Parents know they must play many roles for their children and teach them traits that will help them be successful. It's the many hats and respo
Parents know they must play many roles for their children and teach them traits that will help them be successful. It’s the many hats and responsibilities parents have (which must also be juggled with professional and adult lives) that makes giving children focused attention particularly difficult.
Of course, children don’t compete for their parent’s attention solely with the multitude of distractions their parents face; devices now wrestle just as much attention as to-do lists.
But therapist and clinical psychologist Adelia Moore recently wrote in The Atlantic that focused attention between a parent and child is critical for the healthy social and emotional development of children –it creates a sense of security that kids need to succeed. University of Toronto psychologist Geoff MacDonald told The Guardian that “Attention is one of the most valuable resources in existence for social animals.”
Moore learned about giving focused attention from Fred Rogers.
Moore got the opportunity to learn, first hand, of Fred Rogers’ (of Mister Rogers’ Neighborhood) mastery at giving children the kind of focused attention they crave and need. Moore recounted her experience working directly with the children’s TV icon when she was a young mother, one who enjoyed creating crafts and quilts for family and friends. Moore befriended one of the TV show’s producers, who invited Moore onto the show given her crafting talent, as it would give Rogers fodder to react to.
Moore marveled at how Rogers toggled between making her feel like she was important and connecting with the children watching at home. Rogers looked at each of Moore’s creations, naming them as he went for his audience: “dog”, “horse”, etc. At the same time, Moore felt what she described as a “warm glow from his attention” when Mr. Rogers told her he liked the things she made.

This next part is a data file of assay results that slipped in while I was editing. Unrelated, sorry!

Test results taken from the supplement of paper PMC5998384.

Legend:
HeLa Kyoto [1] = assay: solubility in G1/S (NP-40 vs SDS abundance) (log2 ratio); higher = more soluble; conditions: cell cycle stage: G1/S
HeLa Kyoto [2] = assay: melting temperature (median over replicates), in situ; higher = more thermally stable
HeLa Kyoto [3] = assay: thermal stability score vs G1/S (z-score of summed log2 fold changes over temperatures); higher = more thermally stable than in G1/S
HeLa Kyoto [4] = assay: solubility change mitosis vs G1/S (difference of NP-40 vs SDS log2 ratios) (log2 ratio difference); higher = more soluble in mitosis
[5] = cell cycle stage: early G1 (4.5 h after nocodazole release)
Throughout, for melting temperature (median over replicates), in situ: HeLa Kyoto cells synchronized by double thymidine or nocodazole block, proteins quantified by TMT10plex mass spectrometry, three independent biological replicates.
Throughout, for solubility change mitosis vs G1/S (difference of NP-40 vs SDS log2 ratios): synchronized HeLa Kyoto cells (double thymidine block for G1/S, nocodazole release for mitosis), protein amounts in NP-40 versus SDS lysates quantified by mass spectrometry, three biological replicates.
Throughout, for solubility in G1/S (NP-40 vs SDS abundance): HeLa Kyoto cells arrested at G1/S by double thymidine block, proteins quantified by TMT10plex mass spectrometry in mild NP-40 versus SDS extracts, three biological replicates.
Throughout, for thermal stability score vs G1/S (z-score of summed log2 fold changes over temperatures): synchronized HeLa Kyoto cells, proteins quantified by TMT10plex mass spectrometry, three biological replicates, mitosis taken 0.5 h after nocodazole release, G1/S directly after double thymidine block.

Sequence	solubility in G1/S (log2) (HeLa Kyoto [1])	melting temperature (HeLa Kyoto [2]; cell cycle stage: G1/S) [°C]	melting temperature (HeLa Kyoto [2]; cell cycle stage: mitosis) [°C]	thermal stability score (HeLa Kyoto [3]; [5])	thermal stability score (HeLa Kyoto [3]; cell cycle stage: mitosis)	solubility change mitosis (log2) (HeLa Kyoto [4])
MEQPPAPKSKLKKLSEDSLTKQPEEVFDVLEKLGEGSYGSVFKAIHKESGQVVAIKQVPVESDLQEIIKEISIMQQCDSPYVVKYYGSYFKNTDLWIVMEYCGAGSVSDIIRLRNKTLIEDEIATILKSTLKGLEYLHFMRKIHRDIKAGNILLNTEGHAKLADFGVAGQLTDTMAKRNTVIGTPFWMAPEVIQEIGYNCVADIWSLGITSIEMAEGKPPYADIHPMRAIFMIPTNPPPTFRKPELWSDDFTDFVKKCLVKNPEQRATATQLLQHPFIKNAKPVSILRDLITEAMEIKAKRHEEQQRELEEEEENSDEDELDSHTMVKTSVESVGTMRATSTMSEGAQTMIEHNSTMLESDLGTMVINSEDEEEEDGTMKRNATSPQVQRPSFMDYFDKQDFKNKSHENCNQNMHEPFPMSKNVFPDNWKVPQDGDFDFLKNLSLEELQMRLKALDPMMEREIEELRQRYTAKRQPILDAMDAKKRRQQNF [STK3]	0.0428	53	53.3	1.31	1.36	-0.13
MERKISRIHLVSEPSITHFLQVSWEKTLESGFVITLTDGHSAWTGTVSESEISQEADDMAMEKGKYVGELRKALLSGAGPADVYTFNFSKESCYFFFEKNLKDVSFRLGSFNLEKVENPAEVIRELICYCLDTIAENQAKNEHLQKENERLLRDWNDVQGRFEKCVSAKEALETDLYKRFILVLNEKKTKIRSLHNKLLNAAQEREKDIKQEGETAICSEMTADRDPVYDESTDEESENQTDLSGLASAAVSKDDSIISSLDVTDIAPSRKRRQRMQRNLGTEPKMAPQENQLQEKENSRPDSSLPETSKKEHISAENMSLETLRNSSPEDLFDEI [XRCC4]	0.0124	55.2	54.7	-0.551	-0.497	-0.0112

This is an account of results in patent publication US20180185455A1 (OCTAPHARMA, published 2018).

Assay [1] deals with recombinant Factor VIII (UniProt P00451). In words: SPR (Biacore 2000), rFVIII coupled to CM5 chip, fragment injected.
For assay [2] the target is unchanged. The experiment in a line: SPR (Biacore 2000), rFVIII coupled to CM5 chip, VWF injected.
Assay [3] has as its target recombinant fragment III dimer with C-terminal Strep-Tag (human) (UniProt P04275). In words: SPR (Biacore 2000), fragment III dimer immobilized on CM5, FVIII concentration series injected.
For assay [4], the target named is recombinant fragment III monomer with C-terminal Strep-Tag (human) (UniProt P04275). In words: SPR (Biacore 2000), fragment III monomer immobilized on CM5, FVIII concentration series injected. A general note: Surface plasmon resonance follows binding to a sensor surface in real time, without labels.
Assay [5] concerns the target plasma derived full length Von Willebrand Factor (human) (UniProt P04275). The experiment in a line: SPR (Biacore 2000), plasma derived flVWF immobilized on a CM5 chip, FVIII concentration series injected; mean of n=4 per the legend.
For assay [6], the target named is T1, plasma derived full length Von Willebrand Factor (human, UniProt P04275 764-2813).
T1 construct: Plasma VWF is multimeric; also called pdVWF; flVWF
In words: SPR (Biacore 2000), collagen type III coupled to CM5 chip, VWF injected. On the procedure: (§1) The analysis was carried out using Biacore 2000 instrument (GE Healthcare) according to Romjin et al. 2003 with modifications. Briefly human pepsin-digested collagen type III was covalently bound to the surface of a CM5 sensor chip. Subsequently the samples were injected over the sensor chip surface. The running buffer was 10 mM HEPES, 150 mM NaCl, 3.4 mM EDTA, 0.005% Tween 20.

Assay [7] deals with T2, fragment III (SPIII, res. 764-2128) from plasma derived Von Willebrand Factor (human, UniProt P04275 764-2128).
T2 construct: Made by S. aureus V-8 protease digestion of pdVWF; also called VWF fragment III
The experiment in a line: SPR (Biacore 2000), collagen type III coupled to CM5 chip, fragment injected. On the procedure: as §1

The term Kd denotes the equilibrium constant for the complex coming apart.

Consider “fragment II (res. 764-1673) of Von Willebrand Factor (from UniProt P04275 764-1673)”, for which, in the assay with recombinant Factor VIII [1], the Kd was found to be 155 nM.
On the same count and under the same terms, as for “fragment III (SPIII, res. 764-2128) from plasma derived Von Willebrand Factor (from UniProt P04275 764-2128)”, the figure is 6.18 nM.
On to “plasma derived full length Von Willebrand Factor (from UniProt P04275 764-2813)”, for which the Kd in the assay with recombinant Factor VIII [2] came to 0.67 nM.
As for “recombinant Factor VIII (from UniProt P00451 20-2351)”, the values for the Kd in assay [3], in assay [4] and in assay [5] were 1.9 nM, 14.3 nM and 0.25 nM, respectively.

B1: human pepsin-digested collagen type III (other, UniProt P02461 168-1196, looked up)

Rogers knew quite well what Moore now practices in therapy sessions she conducts, that attention is the core of human relationships, and that children benefit from their parents intentional attention not only when they’re struggling, but in everyday moments, too.
The attention strengthens bonds and forces parents to focus more on what’s happening between them and their child rather than focusing on work stress, that growing pile of laundry, or the cluttered garage. It’s about establishing a pattern of responsiveness that builds up a sense of security for the child, enabling them to thrive and be successful.
Of course, if giving your child focused attention was easy, none of us would need Fred Rogers as inspiration to give more of it. With my wife and I having raised a daughter in the midst of launching a business and all that goes with being an entrepreneur, I can share three prompts to help you give your child more focused attention.
1. Hear the clock ticking.
I employ this tactic regularly now. As my daughter is all-too-fast approaching the age where she’ll be leaving for college, every time she asks for help, to do something, or to have Dad connect with her in any way at all, I’m on it. In that instant where I realize I have to drop an article I’m writing or a keynote I’m preparing, I picture a sand-timer with its contents flowing all too smoothly. At that point it’s not even a choice.
2. Revisit the purpose of parenthood.
My wife role-models, especially in the midst of navigating the 10,000 daily things that must be done, taking a moment to stop, breathe, and remember why we’re here on this earth as parents. Our job is to help our children become the best version of themselves. How can you do that without being constantly tuned into where they’re at and putting the effort in to connect and relate to them? Focused attention is the vessel by which parents are better able to navigate the child’s journey to success. It provides a map to plot the course.
3. Prioritize quality over quantity.
I believe you can give your child too much attention. Sometimes you just have to let them figure out things on their own and learn how to be alone. It’s more about being all-in when you’re in. Look your children in the eye when connecting with them (setting the phone aside), empathize, find points of commonality or worthy points to discuss and debate, show genuine interest. In other words, set a goal of making the smaller doses of attention you give really count.
So pay attention to all of this and pay that attention forward to those who need it most –your children.
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